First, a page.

A lawsuit brought by the Jockeys' Guild against former chief executive officer Wayne Gertmenian and others has been dismissed by a Los Angeles federal court judge, but a California state court trial dealing with similar matters is still on schedule for mid-October.
U.S. District Court Judge Otis Wright ruled Aug. 13 that the Guild could not sue Gertmenian under the Labor Management Reporting & Disclosure Act because they are independent contractors and not members of a labor union.
The lawsuit, filed in February, 2006, claimed Gertmenian breached his fiduciary duty to the Guild by mishandling funds for the benefit of himself and others. Gertmenian was ousted from his Guild position in November, 2005.
“It was a bizarre ruling,” said Tom Kennedy, an attorney for the Jockeys’ Guild, in a statement. “We were ready to begin the trial (on Aug. 14). There was no motion pending before Judge Wright, and he previously denied a motion by Gertmenian seeking a dismissal. Judge Wright made the decision only after he learned the Guild had a lawsuit against Gertmenian pending in state court.”
A trial in Los Angeles County Superior Court is scheduled to begin Oct. 16.
“Obviously, we can’t jump up and down and clap our hands, because the controversy is still pending in the state court,” said David Read, a Los Angeles attorney representing Gertmenian. “The dismissal of the federal suit was a victory for Dr. Gertmenian, but the bulk of the controversy has yet to be decided. Our position is that all of the claims have no merit.”
Gertmenian has counterclaims at the state level for breach of contract on his employment agreements, as does codefendant Albert Fiss, a former Guild vice president. A defamation of character counterclaim against the Jockeys’ Guild will also be determined at the state trial.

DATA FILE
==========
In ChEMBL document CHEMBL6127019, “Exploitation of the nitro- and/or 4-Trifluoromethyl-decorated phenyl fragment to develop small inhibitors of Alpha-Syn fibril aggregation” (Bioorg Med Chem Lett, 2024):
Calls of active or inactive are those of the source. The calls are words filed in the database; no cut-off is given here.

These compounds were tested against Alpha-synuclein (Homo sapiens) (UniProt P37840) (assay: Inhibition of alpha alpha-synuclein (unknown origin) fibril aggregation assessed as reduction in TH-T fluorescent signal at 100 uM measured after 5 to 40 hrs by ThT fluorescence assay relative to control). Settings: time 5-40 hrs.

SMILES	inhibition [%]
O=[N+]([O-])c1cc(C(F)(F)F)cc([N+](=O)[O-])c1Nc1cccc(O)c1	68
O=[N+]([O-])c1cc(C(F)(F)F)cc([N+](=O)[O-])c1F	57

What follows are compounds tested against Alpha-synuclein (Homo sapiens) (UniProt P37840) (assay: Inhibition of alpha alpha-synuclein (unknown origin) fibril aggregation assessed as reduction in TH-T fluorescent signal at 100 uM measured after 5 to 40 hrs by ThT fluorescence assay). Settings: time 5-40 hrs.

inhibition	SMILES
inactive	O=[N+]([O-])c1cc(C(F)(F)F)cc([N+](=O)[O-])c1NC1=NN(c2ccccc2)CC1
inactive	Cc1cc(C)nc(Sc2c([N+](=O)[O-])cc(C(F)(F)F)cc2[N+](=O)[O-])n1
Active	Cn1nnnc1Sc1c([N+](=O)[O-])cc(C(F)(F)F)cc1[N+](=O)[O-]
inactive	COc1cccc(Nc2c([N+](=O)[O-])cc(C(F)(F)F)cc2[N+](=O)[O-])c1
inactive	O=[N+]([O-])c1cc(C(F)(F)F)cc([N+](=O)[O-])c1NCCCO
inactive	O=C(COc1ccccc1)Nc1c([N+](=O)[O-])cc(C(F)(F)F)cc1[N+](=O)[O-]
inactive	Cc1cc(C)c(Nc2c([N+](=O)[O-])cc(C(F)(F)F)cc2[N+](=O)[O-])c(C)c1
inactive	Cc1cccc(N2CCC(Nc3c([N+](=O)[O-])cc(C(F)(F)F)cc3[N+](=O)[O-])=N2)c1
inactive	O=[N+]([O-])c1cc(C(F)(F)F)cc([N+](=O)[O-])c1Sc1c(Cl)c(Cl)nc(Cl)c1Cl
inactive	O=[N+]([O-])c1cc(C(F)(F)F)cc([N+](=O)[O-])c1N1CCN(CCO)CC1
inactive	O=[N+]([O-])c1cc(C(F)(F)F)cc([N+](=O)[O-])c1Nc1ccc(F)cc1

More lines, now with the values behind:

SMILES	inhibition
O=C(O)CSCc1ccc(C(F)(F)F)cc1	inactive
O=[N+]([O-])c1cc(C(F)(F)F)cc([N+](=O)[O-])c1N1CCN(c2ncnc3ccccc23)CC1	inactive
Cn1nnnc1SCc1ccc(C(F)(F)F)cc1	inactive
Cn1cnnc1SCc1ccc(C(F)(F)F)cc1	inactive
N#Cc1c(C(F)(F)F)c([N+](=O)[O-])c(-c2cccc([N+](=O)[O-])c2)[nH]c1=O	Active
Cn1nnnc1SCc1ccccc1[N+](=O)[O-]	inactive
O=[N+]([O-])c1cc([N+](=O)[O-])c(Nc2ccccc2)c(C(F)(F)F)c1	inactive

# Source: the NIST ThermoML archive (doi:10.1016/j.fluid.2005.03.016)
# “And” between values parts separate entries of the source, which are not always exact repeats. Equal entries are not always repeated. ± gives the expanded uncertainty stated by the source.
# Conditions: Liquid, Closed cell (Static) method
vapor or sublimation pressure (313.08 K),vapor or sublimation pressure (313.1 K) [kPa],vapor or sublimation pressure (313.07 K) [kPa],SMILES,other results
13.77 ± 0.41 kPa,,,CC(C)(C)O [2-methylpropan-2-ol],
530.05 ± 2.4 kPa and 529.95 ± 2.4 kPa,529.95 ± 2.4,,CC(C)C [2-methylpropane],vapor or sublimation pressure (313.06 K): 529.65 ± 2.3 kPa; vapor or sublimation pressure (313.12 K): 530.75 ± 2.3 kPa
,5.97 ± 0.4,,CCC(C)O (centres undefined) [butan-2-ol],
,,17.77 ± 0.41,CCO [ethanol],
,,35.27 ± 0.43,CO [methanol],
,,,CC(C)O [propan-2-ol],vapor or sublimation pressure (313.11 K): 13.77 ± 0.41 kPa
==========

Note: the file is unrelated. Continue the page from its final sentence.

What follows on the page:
Darrell Haire, western regional manager for the Jockey’s Guild, said he couldn’t comment much on the federal judge’s decision.
“I’m disappointed,” said Haire, who was listed in the original complaint as fiduciary of the Jockeys’ Guild Health Systems Plan. “I hope we take it to the next level.”
In a news release, Kennedy said officials of the Jockeys’ Guild are considering appealing the federal court’s ruling.
A Guild-affiliated attorney, Barry Broad, told members in 2006 that when Gertmenian took his leadership role, the Guild had net assets of up to $5 million, but that when he was fired, the Guild had "a substantial negative net worth position, including 200 bounced checks.”
The federal suit claimed Gertmenian took more than $1 million from the Guild, according to the release.
The federal lawsuit also included Gertmenian’s consulting company, Matrix Capital Associates; his daughter, Farrell, and her consulting company, Scoop Inc.; and former Guild chief financial officer Gevork Asatryan.